On January 25, 1901, the Blue Bird Consolidated Mining Company is incorporated. Its purpose is to "deal in mines, metals and mineral properties of every kind" in the Darrington area, located in Snohomish County. Its home office is in Everett. Set in a rich mineral area, it is off to a good start, but in five years, the company will be in court.
Riches on Gold Mountain
Since the early 1890s, adventurous miners made their way up to the mineral-rich mountains surrounding Darrington. Gold Mountain was especially rich, full of ores carrying gold, copper, and other minerals. In 1901, Everett businessmen Seth Gardiner, lawyer; John C. Denney, lawyer; T. A. Garrignes, manager of Pacific Hardware; Hugh Lindsay, proprietor of Summit Hotel; and J. A. Swalwell, formed the Blue Bird Consolidated Mining Company. In addition to mining, they sought the right to "hold ditches, flumes and water rights" (Incorporation papers, 1901).
The firm had a capital stock of $1,000,000. The presence of J. A. Swalwell, gave a special cache to the enterprise. A major real-estate developer in Port Gardner, he not only organized the First National Bank of Everett, but helped establish such organizations as the Everett Public Library and the YMCA.
The plan of the firm was to find riches and mine them. Over time, it opened up mining claims with names such as "Nameless," "Myrtle C," "Flatiron," and "Blue Bird." Edward Mills was president.
From November 7, 1901, to November 1, 1903, the company worked the mines. Though there are no records about the volume of ore taken out, if any, there is evidence that the majority of the owners looked for a way to back out. On May 22, 1903, an option was made for Seth Gardiner to buy the entire property. It included "sundry mining claims, ore on the dump, tools, etc." (Snohomish Superior Court Case 8845, Complaint, section IV).
Change in Ownership
Information on early mines in Darrington is sparse, but the Blue Bird Mine is one of five in the 1905-1906 Polk's Oregon & Washington Gazeteer entry for the town. Seth S. Gardiner is listed as manager. What it doesn't show is the difficulties he had meeting the payments for purchasing the mine. According to court papers, the option or "right to purchase" made in 1903 required that he was to pay one-third down on the purchase price of "$25,000 when the sale was made. This amount was $8,333. The balance was to be paid in two annual payments with 6 percent interest. (Complaint, section IV).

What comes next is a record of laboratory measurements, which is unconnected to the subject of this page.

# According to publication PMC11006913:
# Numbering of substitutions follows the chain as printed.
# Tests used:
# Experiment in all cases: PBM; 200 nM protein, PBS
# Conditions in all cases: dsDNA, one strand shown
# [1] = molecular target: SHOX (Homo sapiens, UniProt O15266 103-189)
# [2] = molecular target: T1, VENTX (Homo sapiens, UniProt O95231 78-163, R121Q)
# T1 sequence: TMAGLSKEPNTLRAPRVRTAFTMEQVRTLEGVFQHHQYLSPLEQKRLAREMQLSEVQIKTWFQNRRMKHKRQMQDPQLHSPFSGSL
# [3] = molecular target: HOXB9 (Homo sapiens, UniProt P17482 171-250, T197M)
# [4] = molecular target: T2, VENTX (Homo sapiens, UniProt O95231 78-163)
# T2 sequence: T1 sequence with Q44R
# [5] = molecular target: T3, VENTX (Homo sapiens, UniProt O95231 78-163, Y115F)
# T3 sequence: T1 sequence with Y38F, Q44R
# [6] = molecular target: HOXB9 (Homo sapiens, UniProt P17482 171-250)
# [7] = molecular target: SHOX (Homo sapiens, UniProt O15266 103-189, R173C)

Gardiner apparently had difficulty meeting the payments and asked on a couple of occasions to have the due dates extended. Appearing at the annual stockholders meeting on April 27, 1904, he received permission to extend the due date for the payment to August 1907 so he could "do assessment work upon said mining claims" (Amended complaint). He was to make three annual payments during 1905 to 1907, but on May 3, 1906, he said he was "wholly unable to meet the aforesaid payments." On August 15, 1906, Seth Gardiner died. Percy Gardiner was duly appointed "acting executor of estate."
A Whole New Game
After the death of Seth Gardiner, no action was taken by the company until August 1907 when a payment came due. In the complaint filed on November 4, 1907, the firm claimed that the "deceased fails, neglects and refuses to make the payment to the plaintiff which became due ... August 1907." The reason is that Percy Gardiner rejected the entire claim.
One of the curiosities of this case is that in the original incorporation papers, of the five Everett partners, only Seth Gardiner was unable to meet with the notary that filled out the papers in October 1901 (Incorporation Papers). His name, in fact, is crossed off the list. Gardiner had earlier created the Blue Bird Mining and Smelting Co .in 1900 with Melvin Swartout, a mining broker and J. N. Walker, a U.S. government assayer. Whether or not the new company consolidated with Gardiner's earlier claims, the record doesn't show. It only demonstrates how fluid mining endeavors were in the Darrington area.
On November 5, 1907, a summons was sent for Percy to appear in court in 20 days. On November 30, 1907, Coleman & Fogarty, attorneys for Percy Gardiner, asked the company to prove that the agreement on payments made by Seth Gardiner was not an oral one. On several different points they asked things be made "more definite." Was it an oral agreement?
On December 28, 1907, the lawyers presented the demurrer of the defendant. It said that the plaintiff had no legal capacity to sue. The action had not commenced within time limited by law. In February, the plaintiffs were asked to "amend" the complaint. They would have until March 28, 1908. As it turned out, they didn't make the amendments and on April 4, 1908, they were found in default. The case was dismissed.
The case of the Blue Bird Mine represented the hopes of many who came to the mountains around Darrington, dreaming of striking it rich. Often there were more hopes than reality. People continued to work claims around Gold Mountain.
As for the Blue Bird Mine, it is not mentioned again in popular accounts of the area. Perhaps it was overtaken by a much larger company seeking to consolidate its potential earnings or perhaps Seth Gardiner's desire to continue to "do assessment work upon said mining claims," meant that despite all the efforts, there just wasn't enough to make a go.